This is a hands-on 2 1/2 day course that offers practical experience in a real railway environment. In conversation with Dave Armitage, about the course this year in Ottawa he sums up the Rail Ops Live training as,

“This is a great opportunity for individuals involved in our industry to learn more about the safety culture we have. The course is designed to cover a number of work related activities like track inspections, maintenance, switch handling, locomotive operations and train makeup. It will really give the participant an excellent understanding of how our Canadian Rail Operating Rules are applied in a working environment”

The RAC’s website states the need for this type of training,

“The rail sector is in a constant state of change as new technologies, services, and standards continue to emerge. Individuals involved with this industry rely on the RAC to provide the technical and professional information, resources, and services to help them along the way.”

Individuals who are involved in regulation and policy making decisions for railway transportation in Canada will benefit from a deeper understanding of the daily operations and challenges of our Canadian railway systems.

The hands-on course will have participants with little or no rail experience closely supervised while they build a train and learn the proper procedures to safely switch cars.

The RAC continues to receive strong interest in the course from individuals in key industry and government sectors. This includes,

  • Regulatory Officers
  • Policy makers
  • Shippers
  • Suppliers
  • Industrial Railway Operators

The 3 separate courses are scheduled for May 17 –19, August 23-25 and August 30 to Sept 1.  Space is limited to 12 per course so if you’re interested to attend an early registration is advised.

For more information on the RAC Railway Operations Live courses this year in Ottawa please http://www.railcan.ca/news/courses or contact Janet Greene, Manager Outreach, RAC.

Janet Greene



Blair Irwin & Cariboo Rail

Interview with Blair Irwin, President of Cariboo Rail

Trimac 3

We recently had a conversation with Blair Irwin, President of Cariboo Central Railroad Contracting. Cariboo Rail was incorporated in 2003 on the principals of qualify, safety and good honest hard work. Here are some comments from our talk.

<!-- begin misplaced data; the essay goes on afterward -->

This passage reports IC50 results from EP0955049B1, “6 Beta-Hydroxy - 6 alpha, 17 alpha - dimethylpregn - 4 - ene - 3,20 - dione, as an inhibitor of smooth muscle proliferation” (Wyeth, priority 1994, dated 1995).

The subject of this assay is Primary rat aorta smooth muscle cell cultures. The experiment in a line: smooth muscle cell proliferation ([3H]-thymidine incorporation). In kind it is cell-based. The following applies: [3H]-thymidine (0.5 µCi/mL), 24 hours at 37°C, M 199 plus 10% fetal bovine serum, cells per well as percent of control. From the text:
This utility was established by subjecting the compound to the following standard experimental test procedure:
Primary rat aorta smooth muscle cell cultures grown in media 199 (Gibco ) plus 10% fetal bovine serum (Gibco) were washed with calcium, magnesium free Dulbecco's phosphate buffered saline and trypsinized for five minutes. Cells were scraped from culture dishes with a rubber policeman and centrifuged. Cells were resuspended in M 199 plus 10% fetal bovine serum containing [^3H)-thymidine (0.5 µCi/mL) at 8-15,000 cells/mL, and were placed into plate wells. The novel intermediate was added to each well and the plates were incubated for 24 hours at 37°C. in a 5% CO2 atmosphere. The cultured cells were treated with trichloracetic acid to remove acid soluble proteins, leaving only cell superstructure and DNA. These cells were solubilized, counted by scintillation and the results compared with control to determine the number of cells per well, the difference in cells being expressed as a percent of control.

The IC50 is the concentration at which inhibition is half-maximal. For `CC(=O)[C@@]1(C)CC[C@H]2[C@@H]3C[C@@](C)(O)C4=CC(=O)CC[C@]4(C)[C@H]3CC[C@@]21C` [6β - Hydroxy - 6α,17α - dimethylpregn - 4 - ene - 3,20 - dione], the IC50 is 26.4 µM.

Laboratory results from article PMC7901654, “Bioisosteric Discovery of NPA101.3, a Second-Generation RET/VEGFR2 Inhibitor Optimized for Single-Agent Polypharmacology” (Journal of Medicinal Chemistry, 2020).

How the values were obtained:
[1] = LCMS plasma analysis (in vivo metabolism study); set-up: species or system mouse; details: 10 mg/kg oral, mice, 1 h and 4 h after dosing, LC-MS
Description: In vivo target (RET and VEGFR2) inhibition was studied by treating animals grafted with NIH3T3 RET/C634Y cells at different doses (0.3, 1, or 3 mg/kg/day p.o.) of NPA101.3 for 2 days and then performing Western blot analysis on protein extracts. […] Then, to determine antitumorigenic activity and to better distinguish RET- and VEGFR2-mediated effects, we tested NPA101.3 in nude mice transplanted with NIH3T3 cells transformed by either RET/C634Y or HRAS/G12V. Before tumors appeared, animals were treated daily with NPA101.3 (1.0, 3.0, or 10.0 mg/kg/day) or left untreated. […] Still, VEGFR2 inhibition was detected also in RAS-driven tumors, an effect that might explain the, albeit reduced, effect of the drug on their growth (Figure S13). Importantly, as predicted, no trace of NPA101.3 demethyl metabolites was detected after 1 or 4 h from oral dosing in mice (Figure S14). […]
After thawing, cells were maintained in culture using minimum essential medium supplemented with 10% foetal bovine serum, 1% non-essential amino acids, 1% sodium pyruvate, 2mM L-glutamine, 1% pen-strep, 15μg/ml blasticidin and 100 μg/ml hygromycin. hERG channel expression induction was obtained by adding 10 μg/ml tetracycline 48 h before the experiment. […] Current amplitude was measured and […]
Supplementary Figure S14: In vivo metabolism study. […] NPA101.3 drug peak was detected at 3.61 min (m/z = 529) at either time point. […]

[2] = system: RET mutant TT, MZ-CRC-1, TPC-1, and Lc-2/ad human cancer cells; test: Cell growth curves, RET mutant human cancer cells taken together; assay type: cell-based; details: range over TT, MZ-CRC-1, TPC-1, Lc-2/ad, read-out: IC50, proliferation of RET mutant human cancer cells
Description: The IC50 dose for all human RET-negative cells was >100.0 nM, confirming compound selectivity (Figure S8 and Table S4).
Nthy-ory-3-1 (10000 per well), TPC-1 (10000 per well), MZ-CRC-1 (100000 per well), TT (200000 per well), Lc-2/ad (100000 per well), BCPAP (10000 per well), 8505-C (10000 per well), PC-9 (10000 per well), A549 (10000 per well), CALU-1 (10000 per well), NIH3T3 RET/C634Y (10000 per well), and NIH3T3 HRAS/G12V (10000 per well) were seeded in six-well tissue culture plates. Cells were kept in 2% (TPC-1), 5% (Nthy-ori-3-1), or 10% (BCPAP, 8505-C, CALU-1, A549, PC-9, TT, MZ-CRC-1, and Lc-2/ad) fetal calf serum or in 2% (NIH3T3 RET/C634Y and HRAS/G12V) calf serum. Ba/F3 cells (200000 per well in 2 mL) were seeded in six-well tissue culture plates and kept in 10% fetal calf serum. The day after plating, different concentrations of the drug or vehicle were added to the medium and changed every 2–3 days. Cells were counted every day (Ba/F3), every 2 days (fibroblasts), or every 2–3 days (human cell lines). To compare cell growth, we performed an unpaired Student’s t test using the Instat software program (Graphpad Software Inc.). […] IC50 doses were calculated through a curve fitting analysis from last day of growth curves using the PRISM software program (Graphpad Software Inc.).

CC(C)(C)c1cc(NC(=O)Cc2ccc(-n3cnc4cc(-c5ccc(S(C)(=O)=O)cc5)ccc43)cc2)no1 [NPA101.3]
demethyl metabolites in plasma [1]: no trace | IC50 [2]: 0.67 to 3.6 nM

Beinfait - BlairWhen did you get started in the Railroad business?

I started back in 1980 with BC Rail. It was an entry level position as a labourer swinging a hammer. I was a hard worker and believe that you should give the company what they’re paying you to do. I was recognized for the hard work and started to get promoted through the rank at BC Rail. It was a good process as they gave you lots of in-house training as you moved up.

I worked right up until 2001 and left BC Rail as the Senior Track Supervisor. We worked with the Engineering department on many multimillion dollar track upgrade project during that time. I was responsible for 250 miles of mainlines, siding and track working out of Williams Lake.

What sparked the desire to start your own Railroad Company?

Back in 2000 there was a lot of change happening in the industry. I was asked to move to head office but did not want to leave the Interior. We also knew that CN was going to take over and that BC Rail was getting out of the private industrial track business. This was going to create a need for contractors with experience to fill the work moving to the private sector. I knew everyone in the industry like the sawmills, mines, transloading facilities and of course the mainline maintenance.

What was the focus in the beginning for Cariboo Rail?

Well I knew that if we kept to some key principals we could build a good business. We have a real focus on doing an excellent job for the customer. We had lived and worked in the BC railroad environment for a long time so we knew the benchmarks and knew we could deliver a better job for the price given the opportunity. We also focused on our service and backed everything we built or maintained. We felt it was important to respond as quickly as possible to problems a customer was having. Something the big guys can’t easily do. I believe that if something goes wrong we have to make it right. If you deliver on the promise for a customer it is more important than making a few extra bucks.

Was there anything unique in those early years that gave you an advantage?